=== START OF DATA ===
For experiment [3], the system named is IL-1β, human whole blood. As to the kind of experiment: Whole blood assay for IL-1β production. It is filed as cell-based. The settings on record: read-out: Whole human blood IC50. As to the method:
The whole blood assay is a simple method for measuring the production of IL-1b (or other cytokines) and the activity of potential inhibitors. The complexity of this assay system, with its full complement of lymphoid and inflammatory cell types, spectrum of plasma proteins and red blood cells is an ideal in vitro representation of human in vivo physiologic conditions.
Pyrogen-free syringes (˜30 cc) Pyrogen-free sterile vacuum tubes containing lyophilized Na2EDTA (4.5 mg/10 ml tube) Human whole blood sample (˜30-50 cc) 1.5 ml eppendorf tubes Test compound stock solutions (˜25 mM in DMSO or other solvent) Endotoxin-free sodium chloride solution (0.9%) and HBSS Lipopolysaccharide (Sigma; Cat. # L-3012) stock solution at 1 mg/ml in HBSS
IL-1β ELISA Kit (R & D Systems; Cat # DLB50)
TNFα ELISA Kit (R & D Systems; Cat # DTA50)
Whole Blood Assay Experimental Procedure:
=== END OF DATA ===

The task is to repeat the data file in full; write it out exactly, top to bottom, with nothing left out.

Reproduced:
For experiment [3], the system named is IL-1β, human whole blood. As to the kind of experiment: Whole blood assay for IL-1β production. It is filed as cell-based. The settings on record: read-out: Whole human blood IC50. As to the method:
The whole blood assay is a simple method for measuring the production of IL-1b (or other cytokines) and the activity of potential inhibitors. The complexity of this assay system, with its full complement of lymphoid and inflammatory cell types, spectrum of plasma proteins and red blood cells is an ideal in vitro representation of human in vivo physiologic conditions.
Pyrogen-free syringes (˜30 cc) Pyrogen-free sterile vacuum tubes containing lyophilized Na2EDTA (4.5 mg/10 ml tube) Human whole blood sample (˜30-50 cc) 1.5 ml eppendorf tubes Test compound stock solutions (˜25 mM in DMSO or other solvent) Endotoxin-free sodium chloride solution (0.9%) and HBSS Lipopolysaccharide (Sigma; Cat. # L-3012) stock solution at 1 mg/ml in HBSS
IL-1β ELISA Kit (R & D Systems; Cat # DLB50)
TNFα ELISA Kit (R & D Systems; Cat # DTA50)
Whole Blood Assay Experimental Procedure: